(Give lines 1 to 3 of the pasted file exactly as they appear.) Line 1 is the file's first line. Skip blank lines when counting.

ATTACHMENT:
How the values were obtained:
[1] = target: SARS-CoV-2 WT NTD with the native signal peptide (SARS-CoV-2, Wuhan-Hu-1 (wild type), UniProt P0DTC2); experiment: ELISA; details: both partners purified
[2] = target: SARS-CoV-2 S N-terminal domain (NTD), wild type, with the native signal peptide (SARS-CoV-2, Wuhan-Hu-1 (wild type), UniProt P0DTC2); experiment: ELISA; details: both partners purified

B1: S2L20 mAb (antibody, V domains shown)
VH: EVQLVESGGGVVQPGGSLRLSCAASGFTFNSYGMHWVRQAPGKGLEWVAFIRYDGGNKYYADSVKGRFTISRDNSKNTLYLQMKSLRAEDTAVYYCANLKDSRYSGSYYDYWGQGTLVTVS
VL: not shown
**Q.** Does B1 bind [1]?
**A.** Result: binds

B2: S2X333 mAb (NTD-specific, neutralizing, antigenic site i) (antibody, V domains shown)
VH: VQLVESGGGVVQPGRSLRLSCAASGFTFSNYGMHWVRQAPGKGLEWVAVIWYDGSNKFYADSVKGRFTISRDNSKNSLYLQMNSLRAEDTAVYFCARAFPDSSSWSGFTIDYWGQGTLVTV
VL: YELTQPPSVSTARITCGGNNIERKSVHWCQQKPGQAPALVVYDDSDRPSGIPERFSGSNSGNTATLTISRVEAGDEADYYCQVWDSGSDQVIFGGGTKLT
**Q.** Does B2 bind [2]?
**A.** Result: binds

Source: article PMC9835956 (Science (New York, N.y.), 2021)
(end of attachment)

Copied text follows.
How the values were obtained:
[1] = target: SARS-CoV-2 WT NTD with the native signal peptide (SARS-CoV-2, Wuhan-Hu-1 (wild type), UniProt P0DTC2); experiment: ELISA; details: both partners purified
[2] = target: SARS-CoV-2 S N-terminal domain (NTD), wild type, with the native signal peptide (SARS-CoV-2, Wuhan-Hu-1 (wild type), UniProt P0DTC2); experiment: ELISA; details: both partners purified